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Diabetic Kidney Disease: Coming to a Consensus

Diabetic Kidney Disease: Coming to a Consensus

As the incidence and prevalence of type 2 diabetes have grown, there has also been an increase in the number of people developing diabetic kidney disease (DKD) and end-stage renal disease (ESRD). “Diabetes is the leading cause of ESRD, accounting for almost 50% of cases,” says Mark E. Molitch, MD. Incidence rates for ESRD have stabilized over the past few years, but differences remain among high-risk subgroups, including middle-aged African Americans, Native Americans, and Hispanics. The healthcare disparities may be partially due to increasing rates of obesity and diabetes among younger people from these populations. Research has shown that the overall costs of care for people with DKD are extraordinarily high, due in large part to the strong relationship of DKD with cardiovascular disease (CVD) and the development of ESRD. In 2011, overall Medicare expenditures for diabetes and chronic kidney disease (CKD) in people aged 65 and older were approximately $25 billion. As patients transition to ESRD, studies have shown that the per-person per-year costs are $20,000 for those covered by Medicare and $40,000 for patients younger than 65. Importantly, much of the excess CVD resulting from diabetes is accounted for by people with DKD. Addressing Vital Issues In 2014, the Consensus Conference on Chronic Kidney Disease and Diabetes was convened by the American Diabetes Association in collaboration with the American Society of Nephrology and the National Kidney Foundation because of the high human and societal costs associated with DKD. “The consensus report addresses vital issues regarding patient care,” says Dr. Molitch, who co-chaired the consensus group. It highlights current practices, gaps in knowledge, and new directions for improving...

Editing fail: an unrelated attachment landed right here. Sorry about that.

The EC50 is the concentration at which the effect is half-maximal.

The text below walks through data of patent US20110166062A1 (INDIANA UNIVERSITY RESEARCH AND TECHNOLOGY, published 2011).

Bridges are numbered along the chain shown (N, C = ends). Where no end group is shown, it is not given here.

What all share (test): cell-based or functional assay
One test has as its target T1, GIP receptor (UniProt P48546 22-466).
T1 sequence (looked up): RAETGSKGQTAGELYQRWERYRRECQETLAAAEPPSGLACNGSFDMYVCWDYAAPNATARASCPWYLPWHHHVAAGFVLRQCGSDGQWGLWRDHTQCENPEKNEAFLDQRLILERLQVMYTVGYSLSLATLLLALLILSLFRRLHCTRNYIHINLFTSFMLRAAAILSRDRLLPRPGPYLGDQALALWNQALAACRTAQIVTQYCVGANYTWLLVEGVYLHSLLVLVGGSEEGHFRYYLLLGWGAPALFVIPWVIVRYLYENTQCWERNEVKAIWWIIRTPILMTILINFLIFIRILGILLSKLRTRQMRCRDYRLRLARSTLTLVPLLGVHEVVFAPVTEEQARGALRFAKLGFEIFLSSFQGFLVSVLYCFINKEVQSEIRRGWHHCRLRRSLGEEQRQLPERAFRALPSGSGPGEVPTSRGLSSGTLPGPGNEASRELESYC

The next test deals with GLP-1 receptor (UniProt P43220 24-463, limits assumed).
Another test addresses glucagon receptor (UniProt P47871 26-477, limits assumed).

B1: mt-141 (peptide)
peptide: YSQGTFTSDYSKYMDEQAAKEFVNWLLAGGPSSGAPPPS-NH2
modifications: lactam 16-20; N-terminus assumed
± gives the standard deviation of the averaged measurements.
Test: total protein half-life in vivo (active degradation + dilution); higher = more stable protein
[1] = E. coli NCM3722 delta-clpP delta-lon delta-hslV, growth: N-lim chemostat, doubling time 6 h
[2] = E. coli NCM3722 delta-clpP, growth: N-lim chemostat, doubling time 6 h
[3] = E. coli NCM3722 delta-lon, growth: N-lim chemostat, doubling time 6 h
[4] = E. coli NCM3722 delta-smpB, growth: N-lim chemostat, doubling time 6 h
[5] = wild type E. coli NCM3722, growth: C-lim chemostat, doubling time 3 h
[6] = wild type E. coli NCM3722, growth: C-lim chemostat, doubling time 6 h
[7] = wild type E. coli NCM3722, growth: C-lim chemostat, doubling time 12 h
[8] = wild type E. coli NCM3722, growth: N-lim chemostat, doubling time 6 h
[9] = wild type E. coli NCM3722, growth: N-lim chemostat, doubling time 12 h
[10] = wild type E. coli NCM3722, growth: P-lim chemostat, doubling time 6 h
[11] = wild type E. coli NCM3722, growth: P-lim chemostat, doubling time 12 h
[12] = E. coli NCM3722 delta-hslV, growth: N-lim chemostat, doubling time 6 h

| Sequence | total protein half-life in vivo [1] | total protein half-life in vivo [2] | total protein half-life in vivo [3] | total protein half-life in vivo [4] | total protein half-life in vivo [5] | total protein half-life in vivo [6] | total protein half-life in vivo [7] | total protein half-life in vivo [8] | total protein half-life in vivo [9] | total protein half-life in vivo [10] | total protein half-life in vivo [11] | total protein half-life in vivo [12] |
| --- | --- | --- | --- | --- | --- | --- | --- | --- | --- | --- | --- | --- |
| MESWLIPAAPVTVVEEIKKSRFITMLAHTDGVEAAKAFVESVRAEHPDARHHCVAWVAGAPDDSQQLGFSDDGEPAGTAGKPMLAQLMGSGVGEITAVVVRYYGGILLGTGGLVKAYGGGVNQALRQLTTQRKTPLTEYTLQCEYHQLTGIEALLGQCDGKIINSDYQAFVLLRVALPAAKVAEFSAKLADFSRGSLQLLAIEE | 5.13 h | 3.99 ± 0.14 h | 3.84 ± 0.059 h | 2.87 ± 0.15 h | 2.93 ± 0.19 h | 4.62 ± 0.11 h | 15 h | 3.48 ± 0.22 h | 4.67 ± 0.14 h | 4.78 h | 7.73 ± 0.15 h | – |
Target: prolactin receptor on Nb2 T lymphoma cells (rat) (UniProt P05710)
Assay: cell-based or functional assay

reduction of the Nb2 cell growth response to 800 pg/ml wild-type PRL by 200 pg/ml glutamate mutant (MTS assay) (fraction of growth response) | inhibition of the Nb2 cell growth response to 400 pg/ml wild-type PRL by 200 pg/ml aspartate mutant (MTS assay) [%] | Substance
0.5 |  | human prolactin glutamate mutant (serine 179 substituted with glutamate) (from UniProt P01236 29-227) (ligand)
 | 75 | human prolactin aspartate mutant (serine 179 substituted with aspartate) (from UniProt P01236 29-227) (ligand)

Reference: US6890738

Life Expectancy in 2013

Life Expectancy in 2013

Life expectancy at birth represents the average number of years that a group of infants would live if the group was to experience throughout life the age-specific death rates present for their year of...
Is There A Mental Healthcare Crisis In The U.S.?

Is There A Mental Healthcare Crisis In The U.S.?

We are all shocked when we see news stories of multiple people being killed by someone who seems to have gone off the deep end. While these events are extremely rare, it is a true tragedy to have them happen at all. It is often found that the guilty parties were suffering from some mental illness. These are the extremes of mental illness. However, milder forms of mental illness, such as anxiety and depression are very prevalent in the U.S. The unfortunate reality is that for many of these patients, they just cannot get mental healthcare even if they want access to it. How big is the problem? According to a survey of physicians on Sermo, the number one social network exclusively for physicians, approximately 84% of the doctors polled believe there is a mental healthcare crisis in this country. Often times, the primary care physician is left to care for these patients whom they may not feel comfortable taking care of, just because they cannot get an appointment for the patient with a psychiatrist. I often times have a patient who I believe needs to see a psychiatrist but is unable to get an appointment for up to 6 months. If a patient is having a mental healthcare urgency, they usually end up in the ER for lack of access to outpatient healthcare. But, psychiatrists are not to blame. This is rather due to a broken system that is in need of major reforms. Why is there a mental healthcare access crisis in the U.S.? 1. In the 1960’s, psychiatric hospitals closed their doors, making inpatient services very...
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